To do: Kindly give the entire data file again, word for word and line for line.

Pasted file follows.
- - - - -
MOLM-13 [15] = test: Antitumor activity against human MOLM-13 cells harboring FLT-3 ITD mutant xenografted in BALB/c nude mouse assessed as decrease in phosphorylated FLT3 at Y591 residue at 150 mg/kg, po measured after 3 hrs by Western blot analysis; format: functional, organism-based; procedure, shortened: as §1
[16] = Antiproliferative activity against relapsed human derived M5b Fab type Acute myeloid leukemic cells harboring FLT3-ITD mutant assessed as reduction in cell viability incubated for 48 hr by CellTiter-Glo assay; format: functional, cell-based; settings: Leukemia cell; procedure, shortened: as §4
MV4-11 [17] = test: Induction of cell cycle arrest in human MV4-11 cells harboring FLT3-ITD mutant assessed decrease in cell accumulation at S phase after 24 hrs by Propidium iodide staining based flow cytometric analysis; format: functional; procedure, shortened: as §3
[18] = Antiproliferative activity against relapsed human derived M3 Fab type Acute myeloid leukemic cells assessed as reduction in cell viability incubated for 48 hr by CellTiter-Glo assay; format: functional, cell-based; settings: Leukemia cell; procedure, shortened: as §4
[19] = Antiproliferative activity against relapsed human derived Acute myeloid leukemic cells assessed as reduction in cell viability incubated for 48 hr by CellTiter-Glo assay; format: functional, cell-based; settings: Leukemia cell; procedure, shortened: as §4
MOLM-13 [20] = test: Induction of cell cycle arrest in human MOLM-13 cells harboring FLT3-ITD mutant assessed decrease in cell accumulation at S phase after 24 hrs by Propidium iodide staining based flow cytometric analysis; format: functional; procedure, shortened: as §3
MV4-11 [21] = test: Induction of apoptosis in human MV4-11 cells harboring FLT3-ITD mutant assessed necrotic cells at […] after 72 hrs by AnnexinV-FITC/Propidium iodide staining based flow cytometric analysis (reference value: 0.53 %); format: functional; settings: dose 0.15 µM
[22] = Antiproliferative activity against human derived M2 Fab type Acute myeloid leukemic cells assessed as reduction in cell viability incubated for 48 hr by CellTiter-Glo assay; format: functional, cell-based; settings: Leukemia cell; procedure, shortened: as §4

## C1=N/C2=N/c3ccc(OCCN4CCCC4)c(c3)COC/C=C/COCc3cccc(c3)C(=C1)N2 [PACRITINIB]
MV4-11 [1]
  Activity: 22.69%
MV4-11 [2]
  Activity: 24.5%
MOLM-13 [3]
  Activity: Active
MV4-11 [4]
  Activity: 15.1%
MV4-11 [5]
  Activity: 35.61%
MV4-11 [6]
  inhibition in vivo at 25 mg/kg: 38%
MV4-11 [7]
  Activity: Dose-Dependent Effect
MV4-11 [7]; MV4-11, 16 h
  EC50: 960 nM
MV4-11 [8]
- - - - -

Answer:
MOLM-13 [15] = test: Antitumor activity against human MOLM-13 cells harboring FLT-3 ITD mutant xenografted in BALB/c nude mouse assessed as decrease in phosphorylated FLT3 at Y591 residue at 150 mg/kg, po measured after 3 hrs by Western blot analysis; format: functional, organism-based; procedure, shortened: as §1
[16] = Antiproliferative activity against relapsed human derived M5b Fab type Acute myeloid leukemic cells harboring FLT3-ITD mutant assessed as reduction in cell viability incubated for 48 hr by CellTiter-Glo assay; format: functional, cell-based; settings: Leukemia cell; procedure, shortened: as §4
MV4-11 [17] = test: Induction of cell cycle arrest in human MV4-11 cells harboring FLT3-ITD mutant assessed decrease in cell accumulation at S phase after 24 hrs by Propidium iodide staining based flow cytometric analysis; format: functional; procedure, shortened: as §3
[18] = Antiproliferative activity against relapsed human derived M3 Fab type Acute myeloid leukemic cells assessed as reduction in cell viability incubated for 48 hr by CellTiter-Glo assay; format: functional, cell-based; settings: Leukemia cell; procedure, shortened: as §4
[19] = Antiproliferative activity against relapsed human derived Acute myeloid leukemic cells assessed as reduction in cell viability incubated for 48 hr by CellTiter-Glo assay; format: functional, cell-based; settings: Leukemia cell; procedure, shortened: as §4
MOLM-13 [20] = test: Induction of cell cycle arrest in human MOLM-13 cells harboring FLT3-ITD mutant assessed decrease in cell accumulation at S phase after 24 hrs by Propidium iodide staining based flow cytometric analysis; format: functional; procedure, shortened: as §3
MV4-11 [21] = test: Induction of apoptosis in human MV4-11 cells harboring FLT3-ITD mutant assessed necrotic cells at […] after 72 hrs by AnnexinV-FITC/Propidium iodide staining based flow cytometric analysis (reference value: 0.53 %); format: functional; settings: dose 0.15 µM
[22] = Antiproliferative activity against human derived M2 Fab type Acute myeloid leukemic cells assessed as reduction in cell viability incubated for 48 hr by CellTiter-Glo assay; format: functional, cell-based; settings: Leukemia cell; procedure, shortened: as §4

## C1=N/C2=N/c3ccc(OCCN4CCCC4)c(c3)COC/C=C/COCc3cccc(c3)C(=C1)N2 [PACRITINIB]
MV4-11 [1]
  Activity: 22.69%
MV4-11 [2]
  Activity: 24.5%
MOLM-13 [3]
  Activity: Active
MV4-11 [4]
  Activity: 15.1%
MV4-11 [5]
  Activity: 35.61%
MV4-11 [6]
  inhibition in vivo at 25 mg/kg: 38%
MV4-11 [7]
  Activity: Dose-Dependent Effect
MV4-11 [7]; MV4-11, 16 h
  EC50: 960 nM
MV4-11 [8]